Shrub to 2.5 m tall, differing from P. decomposita in the following ways: carpels usually 3 rather than 5; disc enveloping carpels nearly to the base of style at anthesis, rather than only half way; leaf segments fewer, 19–39 rather than 29–65; terminal leaflets rhomboid to orbicular rather than elliptic to orbicular. (Hong et al. 2001; Hong 2010, 2011)
Distribution China NW Sichuan, SE Gansu
Habitat Sparse Cupressus chengiana forests, young secondary deciduous forests, thickets; 2000–3100 m.
USDA Hardiness Zone 5-9
RHS Hardiness Rating H6
Conservation status Not evaluated (NE)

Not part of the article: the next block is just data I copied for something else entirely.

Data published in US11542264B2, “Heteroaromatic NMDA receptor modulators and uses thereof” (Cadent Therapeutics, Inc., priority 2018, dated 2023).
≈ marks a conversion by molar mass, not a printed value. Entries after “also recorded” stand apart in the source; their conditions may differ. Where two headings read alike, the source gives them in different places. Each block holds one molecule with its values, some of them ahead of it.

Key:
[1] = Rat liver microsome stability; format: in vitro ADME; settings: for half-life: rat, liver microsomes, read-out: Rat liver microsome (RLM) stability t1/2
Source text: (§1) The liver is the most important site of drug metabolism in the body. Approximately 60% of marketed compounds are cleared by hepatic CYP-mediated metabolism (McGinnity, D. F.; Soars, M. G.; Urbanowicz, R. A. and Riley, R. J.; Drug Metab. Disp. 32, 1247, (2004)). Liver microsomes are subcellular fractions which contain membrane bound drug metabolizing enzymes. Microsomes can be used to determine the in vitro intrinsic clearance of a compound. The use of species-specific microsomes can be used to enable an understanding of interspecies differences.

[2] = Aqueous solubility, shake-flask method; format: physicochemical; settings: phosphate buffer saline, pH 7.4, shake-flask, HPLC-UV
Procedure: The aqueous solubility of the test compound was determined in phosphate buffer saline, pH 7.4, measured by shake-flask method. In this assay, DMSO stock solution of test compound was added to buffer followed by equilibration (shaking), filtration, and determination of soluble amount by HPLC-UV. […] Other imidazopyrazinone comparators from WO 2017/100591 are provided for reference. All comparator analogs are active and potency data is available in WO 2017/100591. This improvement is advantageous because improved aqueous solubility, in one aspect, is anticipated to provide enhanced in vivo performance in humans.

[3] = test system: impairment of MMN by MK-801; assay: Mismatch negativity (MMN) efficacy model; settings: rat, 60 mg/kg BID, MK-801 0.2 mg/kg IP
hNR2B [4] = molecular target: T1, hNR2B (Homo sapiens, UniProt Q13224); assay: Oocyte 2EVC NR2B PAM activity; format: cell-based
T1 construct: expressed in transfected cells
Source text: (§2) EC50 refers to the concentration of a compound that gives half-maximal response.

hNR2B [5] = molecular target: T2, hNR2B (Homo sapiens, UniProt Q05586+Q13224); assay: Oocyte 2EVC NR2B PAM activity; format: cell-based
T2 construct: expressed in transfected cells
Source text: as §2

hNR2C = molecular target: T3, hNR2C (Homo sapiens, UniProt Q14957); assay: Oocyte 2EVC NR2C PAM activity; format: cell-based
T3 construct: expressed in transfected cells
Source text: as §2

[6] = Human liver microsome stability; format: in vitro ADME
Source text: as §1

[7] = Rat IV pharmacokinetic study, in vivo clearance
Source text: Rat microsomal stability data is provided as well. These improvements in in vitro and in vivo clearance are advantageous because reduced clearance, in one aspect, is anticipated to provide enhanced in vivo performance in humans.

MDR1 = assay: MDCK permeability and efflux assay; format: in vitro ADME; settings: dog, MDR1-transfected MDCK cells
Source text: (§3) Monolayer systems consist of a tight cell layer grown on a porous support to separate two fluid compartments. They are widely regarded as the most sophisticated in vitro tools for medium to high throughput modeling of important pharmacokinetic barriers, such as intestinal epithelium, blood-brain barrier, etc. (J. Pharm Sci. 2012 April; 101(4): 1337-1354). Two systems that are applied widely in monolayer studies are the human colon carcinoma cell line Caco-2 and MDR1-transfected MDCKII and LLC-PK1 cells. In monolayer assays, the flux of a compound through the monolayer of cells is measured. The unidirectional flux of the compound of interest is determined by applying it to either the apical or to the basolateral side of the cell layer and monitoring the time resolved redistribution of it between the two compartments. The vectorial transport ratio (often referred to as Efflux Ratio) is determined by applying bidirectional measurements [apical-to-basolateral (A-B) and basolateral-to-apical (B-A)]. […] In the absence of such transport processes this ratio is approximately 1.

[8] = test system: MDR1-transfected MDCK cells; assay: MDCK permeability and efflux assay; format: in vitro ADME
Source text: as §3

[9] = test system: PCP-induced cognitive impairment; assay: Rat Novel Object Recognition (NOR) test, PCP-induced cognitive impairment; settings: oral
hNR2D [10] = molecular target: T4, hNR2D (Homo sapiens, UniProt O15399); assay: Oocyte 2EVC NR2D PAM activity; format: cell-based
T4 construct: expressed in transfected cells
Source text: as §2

Delicately divided leaves and purple-pink, single flowers make this a beautiful peony (Gießler Päonien Kulturen 2020). P. rotundiloba exists as a few wild populations in the Minjiang Valley of NW Sichuan and in Tewo County, SE Gansu, where it is isolated from P. decomposita by the 4,000 m high Qionglai Range (Hong 2010; Hong 2011). It was recognised as a distinct species as recently as 2011 (Hong 2011), so mentions of P. decomposita in the literature and in gardens must be treated with caution. It is in cultivation at low levels in Europe, and has been offered commercially (initially as P. decomposita) by the Gießler nursery, Germany, where it flowers in early to mid-May (Gießler Päonien Kulturen 2020). Zhou et al. (2014) found no molecular evidence that P. rotundiloba was one of the progenitors of hybrid woody peonies in China.